To suppose that we are saved, as it were, for out own private benefit, for the restoration of our own relationship with God (vital though that is!), and for our eventual homecoming and peace in heaven (misleading though that is!) is like a boy being given a baseball bat as a present and insisting that since it belongs to him, he must always and only play with it in private. But of course you can only do what you're meant to do with a baseball bat when you're playing with other people. And salvation only does what it's meant to do when those who have been saved, are being saved, and will one day fully be saved realize that they are saved not as souls but as wholes and not for themselves alone but for what God now longs to do through them.The point is this. When God saves people in this life, by working through his Spirit to bring them to faith and by leading them to follow Jesus in discipleship, prayer, holiness, hope, and love, such people are designed - it isn't too strong a word - to be a sign and foretaste of what God wants to do for the entire cosmos. What's more, such people are not just to be a sign and foretaste of that ultimate salvation; they are to be part of the means by which God makes this happen in both the present and the future. (pp. 199-200)
Tuesday, January 13, 2009
Trajectory of ministry
Here is another quote from N.T. Wright's Surprised by Hope
This is powerful stuff. Our salvation is not just about us escaping punishment so we can sit on a cloud. Heaven is not about our living out our wildest fantasies forever in some spiritual place. I was listening to a radio program where the host, Dennis Prager, was asking his listeners what heaven will be like, how it will be for each person. Heaven is not about me. I think the greatest thing about heaven will be an unimpaired ability to do what God wants me to do, to live with others as God intended. That would be heaven!
However, our work, our working out our salvation, is according to Wright, a part of the way that God's plan is worked out for the present and the future, including our future existence in a new heaven and earth. With that in mind, I like to dream big. So in the area of disability, what would be the characteristics of a church that was truly representing God's will in reference to persons with disabilities and their presence in the church. To me, it is thinking about the trajectory for ministry. As we are in the the developing stages of disability ministry in the church, it is critical to think about the goal so there is a greater chance that we will hit it. Not that it is entirely knowable, however, in an "If this, then that" (Wolfensberger, 1995) kind of way if I want to end up at a particular place, then I must do particular things now in order to get there and avoid doing things that will lead me in a different direction. So, for example, if my goal is to see people with all types of disabilities fully integrated into all aspects of church life, becoming involved with those without disabilities in caring friendships, completing the Body of Christ by their presence, then I can't have a separate church that has only disabled people in it, a place where all the churches send their disabled people. It would be like having a church where all the people with a certain ethnicity would be sent, because we want our church to be comprised of a different particular ethnicity. In actuality, there is much that has to be corrected in the church in order to get us back on a trajectory of ministry that would lead to our goal.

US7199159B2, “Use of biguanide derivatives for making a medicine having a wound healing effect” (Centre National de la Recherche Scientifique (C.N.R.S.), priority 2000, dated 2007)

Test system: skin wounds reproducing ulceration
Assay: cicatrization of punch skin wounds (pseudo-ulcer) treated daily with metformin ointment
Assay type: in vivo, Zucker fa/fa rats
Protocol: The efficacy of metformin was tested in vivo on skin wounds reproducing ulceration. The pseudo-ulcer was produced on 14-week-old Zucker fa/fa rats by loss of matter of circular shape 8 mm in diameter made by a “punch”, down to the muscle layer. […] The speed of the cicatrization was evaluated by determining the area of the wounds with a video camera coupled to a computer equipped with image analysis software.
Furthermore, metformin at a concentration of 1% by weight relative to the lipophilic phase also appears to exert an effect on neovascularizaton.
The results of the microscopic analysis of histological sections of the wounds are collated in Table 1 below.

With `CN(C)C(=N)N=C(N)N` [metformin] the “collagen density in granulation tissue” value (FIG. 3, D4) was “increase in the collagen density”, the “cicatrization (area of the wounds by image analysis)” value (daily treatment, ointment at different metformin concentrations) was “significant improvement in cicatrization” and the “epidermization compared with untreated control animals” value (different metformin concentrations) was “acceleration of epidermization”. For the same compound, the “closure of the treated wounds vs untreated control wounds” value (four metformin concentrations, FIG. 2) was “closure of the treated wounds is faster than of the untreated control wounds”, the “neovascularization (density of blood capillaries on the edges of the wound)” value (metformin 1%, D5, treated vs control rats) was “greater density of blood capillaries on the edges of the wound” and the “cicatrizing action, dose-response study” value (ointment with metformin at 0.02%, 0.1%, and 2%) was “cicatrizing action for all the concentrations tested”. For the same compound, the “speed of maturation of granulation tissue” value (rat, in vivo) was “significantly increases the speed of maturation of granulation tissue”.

I have had conversations with pastors who honestly think that in regards to persons with disabilities and the church, that everything is fine and I am wrong. My comment to them is that I pray that they are right. But when I know that the population of the US is 19% people with various disabilities and I look at the church and do not see those numbers, when I read secular literature talking about the isolation and loneliness of people with intellectual disabilities, I know that they are wrong. So a first correction that needs to be made in the church is the recognition that we are currently on the wrong path that will largely lead us to perpetuating the same mistakes we have been making for centuries.
In training my student teachers, I tell them to take data on the performance of their students with moderate to severe disabilities so that they can see if what they are doing is working. If their instructional strategy isn't working, they can change it such that the student improves. Too often, churches are presented with the data or look at the data, and don't believe it, or claim things are not that bad. Well if they were in the lives of individuals with disability, they would find that we are not on a trajectory that would make us what God intended for the church.
So Wright helps us by pointing out the power of what we do in our lives, not just in making a difference in the lives of all people, but also in preparing a future.